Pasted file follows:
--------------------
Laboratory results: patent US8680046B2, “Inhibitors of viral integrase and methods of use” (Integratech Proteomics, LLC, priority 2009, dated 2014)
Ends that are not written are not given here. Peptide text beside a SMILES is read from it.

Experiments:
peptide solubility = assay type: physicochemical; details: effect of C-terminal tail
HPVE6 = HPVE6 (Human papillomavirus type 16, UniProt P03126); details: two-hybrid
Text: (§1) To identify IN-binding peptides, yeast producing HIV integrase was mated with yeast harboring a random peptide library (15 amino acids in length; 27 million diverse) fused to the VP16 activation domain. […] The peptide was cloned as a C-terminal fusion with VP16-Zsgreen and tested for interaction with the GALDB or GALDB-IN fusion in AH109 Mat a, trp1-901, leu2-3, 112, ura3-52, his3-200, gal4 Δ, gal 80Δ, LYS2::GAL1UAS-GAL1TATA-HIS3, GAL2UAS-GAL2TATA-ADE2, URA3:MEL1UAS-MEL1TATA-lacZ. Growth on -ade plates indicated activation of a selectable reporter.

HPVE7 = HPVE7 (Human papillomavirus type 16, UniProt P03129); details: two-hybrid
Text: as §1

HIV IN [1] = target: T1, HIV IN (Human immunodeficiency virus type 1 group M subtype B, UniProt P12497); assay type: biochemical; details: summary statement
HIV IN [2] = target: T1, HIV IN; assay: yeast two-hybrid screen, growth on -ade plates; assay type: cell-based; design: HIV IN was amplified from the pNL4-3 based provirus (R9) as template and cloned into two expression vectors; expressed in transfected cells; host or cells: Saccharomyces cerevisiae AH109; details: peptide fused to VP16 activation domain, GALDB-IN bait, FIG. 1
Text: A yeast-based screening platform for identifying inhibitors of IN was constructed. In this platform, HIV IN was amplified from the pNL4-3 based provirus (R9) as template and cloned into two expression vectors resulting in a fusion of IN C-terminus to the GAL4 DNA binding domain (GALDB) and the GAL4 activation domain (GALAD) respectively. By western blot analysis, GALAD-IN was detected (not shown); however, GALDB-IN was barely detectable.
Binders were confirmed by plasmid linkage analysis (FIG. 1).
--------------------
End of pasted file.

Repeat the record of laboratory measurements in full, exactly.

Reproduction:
Laboratory results: patent US8680046B2, “Inhibitors of viral integrase and methods of use” (Integratech Proteomics, LLC, priority 2009, dated 2014)
Ends that are not written are not given here. Peptide text beside a SMILES is read from it.

Experiments:
peptide solubility = assay type: physicochemical; details: effect of C-terminal tail
HPVE6 = HPVE6 (Human papillomavirus type 16, UniProt P03126); details: two-hybrid
Text: (§1) To identify IN-binding peptides, yeast producing HIV integrase was mated with yeast harboring a random peptide library (15 amino acids in length; 27 million diverse) fused to the VP16 activation domain. […] The peptide was cloned as a C-terminal fusion with VP16-Zsgreen and tested for interaction with the GALDB or GALDB-IN fusion in AH109 Mat a, trp1-901, leu2-3, 112, ura3-52, his3-200, gal4 Δ, gal 80Δ, LYS2::GAL1UAS-GAL1TATA-HIS3, GAL2UAS-GAL2TATA-ADE2, URA3:MEL1UAS-MEL1TATA-lacZ. Growth on -ade plates indicated activation of a selectable reporter.

HPVE7 = HPVE7 (Human papillomavirus type 16, UniProt P03129); details: two-hybrid
Text: as §1

HIV IN [1] = target: T1, HIV IN (Human immunodeficiency virus type 1 group M subtype B, UniProt P12497); assay type: biochemical; details: summary statement
HIV IN [2] = target: T1, HIV IN; assay: yeast two-hybrid screen, growth on -ade plates; assay type: cell-based; design: HIV IN was amplified from the pNL4-3 based provirus (R9) as template and cloned into two expression vectors; expressed in transfected cells; host or cells: Saccharomyces cerevisiae AH109; details: peptide fused to VP16 activation domain, GALDB-IN bait, FIG. 1
Text: A yeast-based screening platform for identifying inhibitors of IN was constructed. In this platform, HIV IN was amplified from the pNL4-3 based provirus (R9) as template and cloned into two expression vectors resulting in a fusion of IN C-terminus to the GAL4 DNA binding domain (GALDB) and the GAL4 activation domain (GALAD) respectively. By western blot analysis, GALAD-IN was detected (not shown); however, GALDB-IN was barely detectable.
Binders were confirmed by plasmid linkage analysis (FIG. 1).